vegansaurus!

12/17/2009

Recipe For a Cold Winter’s Night: Moosewood’s Squash and Kale Risotto  »

Risotto is so fucking great. It’s the best food. It’s hearty like a casserole, gluten-free, and you can throw basically anything into it and it tastes great. It’s my new favorite thing; I had such a great time making the pumpkin apple risotto from Bust magazine (recipe in the Oct./Nov. 2009 issue) for Laura’s thanksgiving potluck, that all I want to do now is throw everything in sight into a giant pot of olive oil, onions and arborio rice.

This recipe is perfect for mid-December, when the CSA box is full of squash, kale, lettuce, apples and citrus. I just happened to have everything on hand, which made it a lot easier. I highly recommend (1) making yourself a bourbon with bitters and a squeeze of lemon to start, and (2) throwing the latest Hood Internet mix #4 on the speakers because dang, THOSE ARE THE JAMS. You won’t even feel like risotto is labor-intensive or takes a long time.

You’ll need:

  • 5 cups of vegetable stock. I dissolved two Rapunzel Bouillon cubes in five cups of water. It worked great. Fancy european vegan veggie broth, FTW.
  • 1 cup chopped onion (about one big onion?)
  • Olive oil. As much as you want, baby. But probably like 3 tsp on average.
  • 1 1/2 cups Arborio rice.
  • 1/2 cup white wine. Whatever’s rotting in your fridge. You’re cooking it anyway.
  • 2 cups cubed peeled winter squash. (For me, this was about one whole squash like the kind pictured here.)¬†
  • 3 cups (or about a big bunch) stemmed and chopped kale.
  • Shake of nutmeg (about 1/8 tsp)
  • A lemon (which you should already have, from the bourbon drink.)
  • Salt and pepper. Duh.

Moosewood's recipe calls for some shaved cheese, but it seriously does not taste any different without it, so don't worry about needing something to make up the flavor or texture. This risotto is totally off the hook with just what's listed above. The Moosewood recipe is also pretty loosey-goosey about the details (like stovetop temp, whether or not you should pre-cook the kale, etc.) so I’m just going to tell you what I did.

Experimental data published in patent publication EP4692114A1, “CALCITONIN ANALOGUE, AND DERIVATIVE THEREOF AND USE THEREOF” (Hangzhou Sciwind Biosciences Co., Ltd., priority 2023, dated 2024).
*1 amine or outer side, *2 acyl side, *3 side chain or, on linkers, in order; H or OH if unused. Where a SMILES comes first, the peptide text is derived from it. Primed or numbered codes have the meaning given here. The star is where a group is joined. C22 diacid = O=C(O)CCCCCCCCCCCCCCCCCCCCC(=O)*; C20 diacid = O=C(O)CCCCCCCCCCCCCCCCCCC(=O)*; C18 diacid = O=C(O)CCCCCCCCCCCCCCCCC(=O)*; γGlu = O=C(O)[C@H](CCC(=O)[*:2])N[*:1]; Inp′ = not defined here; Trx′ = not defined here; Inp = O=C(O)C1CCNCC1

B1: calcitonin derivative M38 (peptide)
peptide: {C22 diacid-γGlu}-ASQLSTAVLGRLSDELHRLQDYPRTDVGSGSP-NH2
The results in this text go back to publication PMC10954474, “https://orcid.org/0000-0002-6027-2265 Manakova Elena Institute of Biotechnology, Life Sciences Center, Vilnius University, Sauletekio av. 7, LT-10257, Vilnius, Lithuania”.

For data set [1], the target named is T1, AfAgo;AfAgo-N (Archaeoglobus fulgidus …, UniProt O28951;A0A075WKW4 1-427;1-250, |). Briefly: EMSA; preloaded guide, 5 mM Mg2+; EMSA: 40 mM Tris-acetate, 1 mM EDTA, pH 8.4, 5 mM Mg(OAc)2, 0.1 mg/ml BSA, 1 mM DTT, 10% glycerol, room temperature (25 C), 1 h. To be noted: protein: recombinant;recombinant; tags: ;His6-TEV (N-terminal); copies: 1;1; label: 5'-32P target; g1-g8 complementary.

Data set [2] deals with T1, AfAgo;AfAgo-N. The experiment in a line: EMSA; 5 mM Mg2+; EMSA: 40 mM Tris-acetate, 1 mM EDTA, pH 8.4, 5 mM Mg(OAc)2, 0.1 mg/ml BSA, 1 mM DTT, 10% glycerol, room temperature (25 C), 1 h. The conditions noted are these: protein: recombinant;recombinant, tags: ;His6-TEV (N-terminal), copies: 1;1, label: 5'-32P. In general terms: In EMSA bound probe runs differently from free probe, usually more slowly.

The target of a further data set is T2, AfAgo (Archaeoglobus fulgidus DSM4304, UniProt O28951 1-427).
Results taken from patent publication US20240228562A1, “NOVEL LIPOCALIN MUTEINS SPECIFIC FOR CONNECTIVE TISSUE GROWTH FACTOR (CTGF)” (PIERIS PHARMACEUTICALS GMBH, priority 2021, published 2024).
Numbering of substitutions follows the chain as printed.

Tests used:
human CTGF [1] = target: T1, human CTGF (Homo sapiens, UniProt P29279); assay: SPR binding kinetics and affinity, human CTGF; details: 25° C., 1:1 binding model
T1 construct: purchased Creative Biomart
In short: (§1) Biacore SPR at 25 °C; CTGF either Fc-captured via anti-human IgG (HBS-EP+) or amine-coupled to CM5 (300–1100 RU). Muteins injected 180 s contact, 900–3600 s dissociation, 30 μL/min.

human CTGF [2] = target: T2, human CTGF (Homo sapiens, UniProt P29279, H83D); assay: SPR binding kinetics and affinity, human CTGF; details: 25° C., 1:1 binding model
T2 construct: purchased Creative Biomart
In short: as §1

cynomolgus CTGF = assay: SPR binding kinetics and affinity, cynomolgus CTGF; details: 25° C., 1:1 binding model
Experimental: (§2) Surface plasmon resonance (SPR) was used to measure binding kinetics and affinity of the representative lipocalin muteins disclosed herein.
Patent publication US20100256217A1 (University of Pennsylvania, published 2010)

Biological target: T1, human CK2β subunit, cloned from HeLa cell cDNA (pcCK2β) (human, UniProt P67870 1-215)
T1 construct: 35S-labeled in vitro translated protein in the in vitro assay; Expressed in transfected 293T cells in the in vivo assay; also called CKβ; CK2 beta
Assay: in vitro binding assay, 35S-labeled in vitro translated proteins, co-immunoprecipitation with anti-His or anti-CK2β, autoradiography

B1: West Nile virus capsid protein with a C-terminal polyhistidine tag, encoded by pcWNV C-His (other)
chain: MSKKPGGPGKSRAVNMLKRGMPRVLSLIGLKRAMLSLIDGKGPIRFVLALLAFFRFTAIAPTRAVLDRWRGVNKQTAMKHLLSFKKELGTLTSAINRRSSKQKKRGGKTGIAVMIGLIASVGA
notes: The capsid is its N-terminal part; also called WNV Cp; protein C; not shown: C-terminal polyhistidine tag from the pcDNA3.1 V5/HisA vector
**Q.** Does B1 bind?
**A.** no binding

First, I roasted the squash yesterday. So, maybe you should have started this yesterday. But, preheat the oven to like 375 F, quarter the squash and rub it with Earth Balance and salt and pepper, and go do something else for a while. When you have soft cool squash later, chop it into cubes and peel off the outer skin, and that’s what you’ll use for the risotto.

To start, get your broth or bouillon water simmering. Mince the onion and chop the kale. In another big pot, heat up a couple tsps of olive oil, and throw in the minced onion. Enjoy that amazing fragrance. I like to throw a tiny pinch of sea salt in there too. Saute the onions for a few minutes.

Throw in the rice, and stir with a wooden spoon until the rice is all oily and mixed with the onions. Then, stir in the white wine and watch it absorb/evaporate. I enjoy watching this liquid absorption into arborio rice in a science class kind of way, which hopefully you do too, because you’ll spend the next half hour watching it.

Then, you start ladling in about a half cup of the veggie broth at a time, about once every two to four minutes. You wait for it to mostly absorb each time. You should be stirring constantly, although you can take breaks if you have a nonstick pot.

When you have about two cups of broth left in the other pot, stir in the cubed squash and the raw kale*. This seems kind of crazy be cause it adds a ton of bulk to the pot contents and makes it hard to stir, but it will cook down. Just keep ladling in broth periodically, and it’s good if you give it a few minutes with the lid on, too. Heat should be about medium to slightly high. Keep stirring and mushing together.

When you’re getting to the tail end of the broth and the dish looks pretty mushed/cooked together, season it with salt, pepper and nutmeg, and grate about a tsp of lemon zest into it, and stir. I also squeezed in the lemon juice liberally, which the recipe did not call for, but turned out to be a good decision.